Blue catfish and channel cats have very different habits. The channel cat is known to hang out along the bottom and orients toward structure such as woody debris. Very opportunistic feeders, channel catfish can be caught on a wide variety of baits.

Blue cats, on the other hand, are more of an open-water species and don't relate much to the bottom. They often school like hybrid striped bass, moving around a lot, and can be found in shallow water off the bottom and also suspended or moving in deep water. In fact, many people occasionally catch blue cats while trolling for hybrids or other fish.

In Taylorsville, the blue cats haven't been in the lake long enough for anglers or biologists to really get a handle on their movement patterns. Do they tend to stay in one area or move around the lake? We don't know. We do know that blue catfish are fairly widespread throughout the lake, and anglers are reporting catches from Van Buren all the way to the dam.

Lots of blue cats are also caught near a spot popular with the locals called the Hump, located in the lower part of the main lake.

Anglers are targeting the blues in open water and also along channels, dropoffs and submerged points. Areas with some current seem to be the best.

These big cats are being caught on rod and reel, mostly by drift-fishing, but a good many are also caught by casting. Jug-fishing is also popular.

Unfortunately for shore-bound anglers, the typical locations where blue cats are found are usually not easily accessible from the bank.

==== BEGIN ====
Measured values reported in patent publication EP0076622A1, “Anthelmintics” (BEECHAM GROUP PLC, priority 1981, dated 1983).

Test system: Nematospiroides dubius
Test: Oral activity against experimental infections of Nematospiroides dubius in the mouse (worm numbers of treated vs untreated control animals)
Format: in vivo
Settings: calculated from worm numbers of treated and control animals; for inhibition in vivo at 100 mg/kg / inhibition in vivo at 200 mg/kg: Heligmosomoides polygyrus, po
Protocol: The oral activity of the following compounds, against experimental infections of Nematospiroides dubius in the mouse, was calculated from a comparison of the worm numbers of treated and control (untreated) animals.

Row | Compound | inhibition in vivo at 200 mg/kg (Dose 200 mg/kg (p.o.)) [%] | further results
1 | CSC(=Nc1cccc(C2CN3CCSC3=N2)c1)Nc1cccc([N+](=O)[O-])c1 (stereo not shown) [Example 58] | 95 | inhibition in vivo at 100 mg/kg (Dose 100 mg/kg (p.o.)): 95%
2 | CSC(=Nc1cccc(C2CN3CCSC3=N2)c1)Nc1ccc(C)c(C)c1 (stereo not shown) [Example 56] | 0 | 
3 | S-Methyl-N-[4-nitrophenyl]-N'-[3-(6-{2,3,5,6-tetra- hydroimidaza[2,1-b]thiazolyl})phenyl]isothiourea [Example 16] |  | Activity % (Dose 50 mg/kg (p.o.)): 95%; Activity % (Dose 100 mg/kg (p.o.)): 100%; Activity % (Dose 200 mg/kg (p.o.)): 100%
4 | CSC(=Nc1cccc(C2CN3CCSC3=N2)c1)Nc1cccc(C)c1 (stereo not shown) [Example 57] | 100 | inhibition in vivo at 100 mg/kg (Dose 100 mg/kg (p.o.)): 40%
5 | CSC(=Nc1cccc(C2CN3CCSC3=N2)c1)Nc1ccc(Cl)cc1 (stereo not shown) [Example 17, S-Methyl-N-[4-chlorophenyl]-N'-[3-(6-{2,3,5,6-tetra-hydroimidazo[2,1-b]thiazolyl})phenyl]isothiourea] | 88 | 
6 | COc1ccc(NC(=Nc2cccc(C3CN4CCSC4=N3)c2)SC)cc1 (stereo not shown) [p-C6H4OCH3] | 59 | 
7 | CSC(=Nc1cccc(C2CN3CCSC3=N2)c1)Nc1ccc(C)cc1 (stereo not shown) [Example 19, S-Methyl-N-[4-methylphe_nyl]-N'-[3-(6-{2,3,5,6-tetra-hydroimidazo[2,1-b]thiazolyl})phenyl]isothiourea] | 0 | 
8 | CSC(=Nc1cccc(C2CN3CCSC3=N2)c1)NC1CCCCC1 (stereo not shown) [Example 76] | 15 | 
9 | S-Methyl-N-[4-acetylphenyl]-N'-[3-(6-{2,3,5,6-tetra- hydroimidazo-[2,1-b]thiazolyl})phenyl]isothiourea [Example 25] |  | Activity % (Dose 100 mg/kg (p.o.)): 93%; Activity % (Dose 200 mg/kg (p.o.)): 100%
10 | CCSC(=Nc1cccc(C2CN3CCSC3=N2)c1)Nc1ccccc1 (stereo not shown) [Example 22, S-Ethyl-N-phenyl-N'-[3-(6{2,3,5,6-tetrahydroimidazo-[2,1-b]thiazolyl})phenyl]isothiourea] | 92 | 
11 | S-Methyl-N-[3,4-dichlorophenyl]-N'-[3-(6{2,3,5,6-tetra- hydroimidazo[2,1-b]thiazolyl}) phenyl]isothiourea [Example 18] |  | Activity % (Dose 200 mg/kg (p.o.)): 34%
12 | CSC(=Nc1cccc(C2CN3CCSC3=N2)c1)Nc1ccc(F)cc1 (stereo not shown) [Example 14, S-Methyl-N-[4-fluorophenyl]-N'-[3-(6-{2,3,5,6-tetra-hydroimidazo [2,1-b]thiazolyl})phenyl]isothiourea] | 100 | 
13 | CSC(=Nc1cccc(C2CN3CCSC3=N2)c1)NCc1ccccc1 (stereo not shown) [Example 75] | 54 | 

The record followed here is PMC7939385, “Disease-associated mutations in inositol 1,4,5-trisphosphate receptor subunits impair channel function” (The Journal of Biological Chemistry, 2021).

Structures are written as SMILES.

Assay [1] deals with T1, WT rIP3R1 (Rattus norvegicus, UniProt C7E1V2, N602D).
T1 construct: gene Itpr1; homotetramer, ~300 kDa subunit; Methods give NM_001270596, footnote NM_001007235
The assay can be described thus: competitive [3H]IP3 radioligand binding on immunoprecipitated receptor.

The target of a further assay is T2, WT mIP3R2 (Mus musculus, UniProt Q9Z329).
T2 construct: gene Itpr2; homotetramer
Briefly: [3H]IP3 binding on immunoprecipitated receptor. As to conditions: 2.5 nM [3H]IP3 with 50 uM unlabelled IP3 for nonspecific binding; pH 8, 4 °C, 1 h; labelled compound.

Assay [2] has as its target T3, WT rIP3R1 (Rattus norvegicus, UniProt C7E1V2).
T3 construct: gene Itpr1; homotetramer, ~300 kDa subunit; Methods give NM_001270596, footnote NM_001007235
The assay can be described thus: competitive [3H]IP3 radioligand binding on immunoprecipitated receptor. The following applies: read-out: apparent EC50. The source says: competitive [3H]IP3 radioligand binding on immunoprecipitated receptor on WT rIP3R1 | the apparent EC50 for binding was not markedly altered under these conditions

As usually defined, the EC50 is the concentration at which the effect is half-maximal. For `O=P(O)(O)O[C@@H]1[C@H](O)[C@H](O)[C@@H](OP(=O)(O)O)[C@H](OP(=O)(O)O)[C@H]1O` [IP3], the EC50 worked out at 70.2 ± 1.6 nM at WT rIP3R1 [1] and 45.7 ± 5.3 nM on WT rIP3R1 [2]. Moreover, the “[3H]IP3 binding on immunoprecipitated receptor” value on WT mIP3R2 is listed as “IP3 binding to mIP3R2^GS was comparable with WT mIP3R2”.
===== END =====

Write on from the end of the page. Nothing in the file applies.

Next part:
Cut or live shad seems to be the bait of choice for most anglers. Lots of folks use cast nets to capture bait at the lake. Of course, other baits such as bluegills or minnows also work well at times.

Blue catfish can be found throughout a wide range of depths, and their preferred depth varies according to water temperature and time of year. Obviously, the fish will stay in a temperature range that feels most comfortable. During the heat of summer, the fish will hold deeper, but remember the thermocline and keep in mind that Taylorsville Lake usually stratifies at about 12 feet.

Therefore, anglers should keep their baits at or above the thermocline, with usually the best success from 5 to 10 feet deep.

Lots of blue catfish are also caught near a spot popular with the locals called the Hump, located in the lower part of the main lake.

Blue catfish can grow to enormous sizes. Fish exceeding 100 pounds have been caught in the big-river systems. Our current state record of 104 pounds was caught in the Ohio River near the Cannelton Dam. The world record of 124 pounds was hauled from the Mississippi River.

Will the blue cats at Taylorsville Lake ever get that large? It's doubtful, but they're expected to reach some very impressive weights.

At the rate they are growing and with the ample forage available, the lake could have some real pole-benders in just a few more years.

Although blue catfish are the new kids on the block and fishing is great at the lake, they are definitely not the only game in town. At Taylorsville Lake, the channel cat fishery has been tremendous ever since impoundment in the mid-1980s. It is again rated as